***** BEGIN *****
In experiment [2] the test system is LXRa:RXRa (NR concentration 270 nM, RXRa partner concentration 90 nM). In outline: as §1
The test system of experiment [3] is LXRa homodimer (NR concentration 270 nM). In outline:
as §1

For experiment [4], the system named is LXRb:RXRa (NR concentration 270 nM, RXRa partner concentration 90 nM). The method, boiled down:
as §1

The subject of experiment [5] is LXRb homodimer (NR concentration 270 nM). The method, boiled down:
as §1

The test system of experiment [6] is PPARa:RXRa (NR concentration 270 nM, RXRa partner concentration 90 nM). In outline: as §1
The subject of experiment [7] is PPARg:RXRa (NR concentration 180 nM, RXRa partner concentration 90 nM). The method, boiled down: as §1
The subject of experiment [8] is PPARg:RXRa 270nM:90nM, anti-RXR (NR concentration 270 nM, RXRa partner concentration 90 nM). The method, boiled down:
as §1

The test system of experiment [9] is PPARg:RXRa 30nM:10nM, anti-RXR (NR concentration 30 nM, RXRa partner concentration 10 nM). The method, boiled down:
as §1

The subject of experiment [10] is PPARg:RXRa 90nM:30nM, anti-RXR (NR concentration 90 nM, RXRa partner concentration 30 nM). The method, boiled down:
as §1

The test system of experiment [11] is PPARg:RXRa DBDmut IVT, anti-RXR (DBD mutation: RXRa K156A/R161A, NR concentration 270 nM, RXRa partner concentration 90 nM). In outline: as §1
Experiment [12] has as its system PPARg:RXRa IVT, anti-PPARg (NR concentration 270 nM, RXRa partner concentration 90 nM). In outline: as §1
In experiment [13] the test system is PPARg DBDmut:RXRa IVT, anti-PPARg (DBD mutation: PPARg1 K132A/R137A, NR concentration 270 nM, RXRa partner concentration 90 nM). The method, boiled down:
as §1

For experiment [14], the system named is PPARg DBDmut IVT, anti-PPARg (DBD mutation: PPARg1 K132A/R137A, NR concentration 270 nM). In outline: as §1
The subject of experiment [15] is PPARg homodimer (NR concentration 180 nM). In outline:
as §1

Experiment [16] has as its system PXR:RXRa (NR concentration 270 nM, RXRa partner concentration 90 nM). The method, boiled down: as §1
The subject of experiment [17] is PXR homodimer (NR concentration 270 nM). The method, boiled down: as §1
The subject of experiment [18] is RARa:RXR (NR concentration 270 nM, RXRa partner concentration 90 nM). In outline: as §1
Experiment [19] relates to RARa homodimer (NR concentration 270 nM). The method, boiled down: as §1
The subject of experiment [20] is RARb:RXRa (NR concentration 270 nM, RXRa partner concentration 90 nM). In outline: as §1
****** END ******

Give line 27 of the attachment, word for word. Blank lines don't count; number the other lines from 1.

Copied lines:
The subject of experiment [20] is RARb:RXRa (NR concentration 270 nM, RXRa partner concentration 90 nM). In outline: as §1